Political paranoia. It’s everywhere.
Donald Trump claims that Hillary Clinton will appoint Supreme Court justices who will do away with the Second Amendment to the Constitution.
Some Bernie Sanders voters believe an unholy cabal of corporate overlords and their buddies in the mass media conspired to steal the Democratic nomination from the Vermont senator.
Tea party favorite Ben Carson once claimed that America would be in such a state of anarchy in 2016 that the presidential elections would be canceled.
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Bill O’Reilly has claimed that photos taken in the 1990s of President Obama in Muslim garb at the wedding of his half-brother Malik show his deep ties to the faith.
“American politics has often been an arena for angry minds,” wrote historian Richard Hofstadter in his groundbreaking essay “The Paranoid style In American Politics.” “In recent years we have seen angry minds at work mainly among extreme right-wingers. … It is the use of paranoid modes of expression by more or less normal people that makes the phenomenon significant.”
Contemporary as that might sound, that quote is from an essay published in the November 1964 issue of Harper’s Magazine. The piece was a reaction to the anti-Communist hysteria and nativist sentiments expressed by Sen. Joseph McCarthy, the John Birch Society and some supporters of Republican presidential candidate Barry Goldwater – the tea party crowd of its day. And thanks to birthers, truthers, climate change deniers and Trump’s comments about immigrants and the media, it remains staggeringly relevant today.
Beginning with a brief history of American paranoia involving anti-Masonic, anti-Catholic and other reactionary groups, Hofstadter’s essay moved ahead to dissect the fantasies of then-contemporary right-wing movements. The modern right-wing, wrote Hofstadter, “feels dispossessed: America has largely been taken away from them and their kind. … The old American virtues have already been eaten away by cosmopolitans and intellectuals; the old competitive capitalism has been gradually undermined by socialistic and communistic schemers; the old national security and independence have been destroyed by treasonous plots.”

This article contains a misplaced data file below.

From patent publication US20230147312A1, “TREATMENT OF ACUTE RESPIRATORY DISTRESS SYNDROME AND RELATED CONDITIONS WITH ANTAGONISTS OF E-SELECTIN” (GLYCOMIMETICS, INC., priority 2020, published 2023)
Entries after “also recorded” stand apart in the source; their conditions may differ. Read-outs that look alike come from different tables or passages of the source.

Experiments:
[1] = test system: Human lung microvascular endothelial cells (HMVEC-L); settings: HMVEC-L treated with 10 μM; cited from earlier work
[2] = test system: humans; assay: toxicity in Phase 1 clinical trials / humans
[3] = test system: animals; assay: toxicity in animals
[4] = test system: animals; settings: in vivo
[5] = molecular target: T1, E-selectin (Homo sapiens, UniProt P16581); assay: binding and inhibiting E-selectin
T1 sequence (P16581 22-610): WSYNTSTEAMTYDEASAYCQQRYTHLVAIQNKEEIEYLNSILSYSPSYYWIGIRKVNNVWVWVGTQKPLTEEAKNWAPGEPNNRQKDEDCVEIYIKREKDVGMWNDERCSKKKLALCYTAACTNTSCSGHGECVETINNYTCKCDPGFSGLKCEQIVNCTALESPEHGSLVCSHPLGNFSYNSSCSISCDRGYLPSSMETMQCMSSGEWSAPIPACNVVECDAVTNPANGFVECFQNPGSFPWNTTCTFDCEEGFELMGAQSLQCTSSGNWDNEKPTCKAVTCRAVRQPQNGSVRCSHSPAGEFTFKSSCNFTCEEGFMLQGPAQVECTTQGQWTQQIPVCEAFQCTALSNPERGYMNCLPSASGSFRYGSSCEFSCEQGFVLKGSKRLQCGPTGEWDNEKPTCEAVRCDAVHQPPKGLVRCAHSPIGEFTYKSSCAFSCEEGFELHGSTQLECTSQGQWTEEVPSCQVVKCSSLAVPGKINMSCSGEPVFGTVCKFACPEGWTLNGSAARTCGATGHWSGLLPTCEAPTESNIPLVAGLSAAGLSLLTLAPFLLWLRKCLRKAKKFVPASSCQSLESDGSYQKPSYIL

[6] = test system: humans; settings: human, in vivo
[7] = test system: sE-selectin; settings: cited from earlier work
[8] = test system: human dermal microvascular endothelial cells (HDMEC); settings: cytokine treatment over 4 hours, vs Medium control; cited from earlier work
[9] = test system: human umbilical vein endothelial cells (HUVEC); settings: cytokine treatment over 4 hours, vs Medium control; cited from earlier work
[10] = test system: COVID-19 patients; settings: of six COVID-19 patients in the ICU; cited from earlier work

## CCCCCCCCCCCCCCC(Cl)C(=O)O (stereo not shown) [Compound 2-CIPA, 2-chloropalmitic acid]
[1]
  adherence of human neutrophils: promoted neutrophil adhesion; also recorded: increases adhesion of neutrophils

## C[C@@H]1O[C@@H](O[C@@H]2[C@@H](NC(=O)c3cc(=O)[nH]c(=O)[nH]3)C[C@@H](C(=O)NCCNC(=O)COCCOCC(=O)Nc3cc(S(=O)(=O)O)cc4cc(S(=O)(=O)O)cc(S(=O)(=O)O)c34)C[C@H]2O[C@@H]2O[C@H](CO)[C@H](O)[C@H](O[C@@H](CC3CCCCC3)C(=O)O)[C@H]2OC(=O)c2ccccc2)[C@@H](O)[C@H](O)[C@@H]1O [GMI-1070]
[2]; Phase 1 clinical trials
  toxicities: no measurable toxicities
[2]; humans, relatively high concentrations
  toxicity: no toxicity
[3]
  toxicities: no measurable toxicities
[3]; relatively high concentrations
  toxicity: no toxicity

Sound familiar? It’s the line being pushed by Trump, Fox News, Rush Limbaugh, Glenn Beck and others of their ilk.
The left gets no free pass
Yet the essay doesn’t absolve the left from paranoid thinking. Hofstadter mentioned abolitionists who felt the U.S. was in the grip of a slaveholders’ conspiracy and populists of the late 19th century who railed against an alleged conspiracy of international bankers. More recently, you can point to Hillary Clinton’s contention that there was a “vast right-wing conspiracy” trying to undermine her husband, then-President Bill Clinton.
But it’s the right that seems to excel in this sort of thinking. Hofstadter’s contention that a basic element of right-wing paranoia is the belief that there has been a long-running attempt, culminating in the New Deal, to undermine capitalism rings as true today as it did in the ’60s.
So does his comment about treason, which plugs into the mentality of those accusing President Obama and Hillary Clinton of sedition and disloyalty. “Any historian of warfare,” said Hofstadter, “knows that it is in good part a comedy of errors and a museum of incompetence; but if for every error and act of incompetence one can substitute an act of treason, many points of fascinating interpretation are open to the paranoid imagination.”
The bottom line is this. If someone tries to tell you that Common Core is indoctrinating kids into the intricacies of Islam, or that Sandy Hook never happened and was a staged event to move the anti-gun movement forward, or that the United Nations is preparing to attack the U.S. from a staging ground in Alabama – well, this kind of nutty thinking is nothing new.
“The paranoid style,” Hofstadter wrote, “has a greater affinity for bad causes than good. We are all sufferers from history, but the paranoid is a double sufferer, since he is afflicted not only by the real world, with the rest of us, but by his fantasies as well.”
Lewis Beale is a journalist based in Raleigh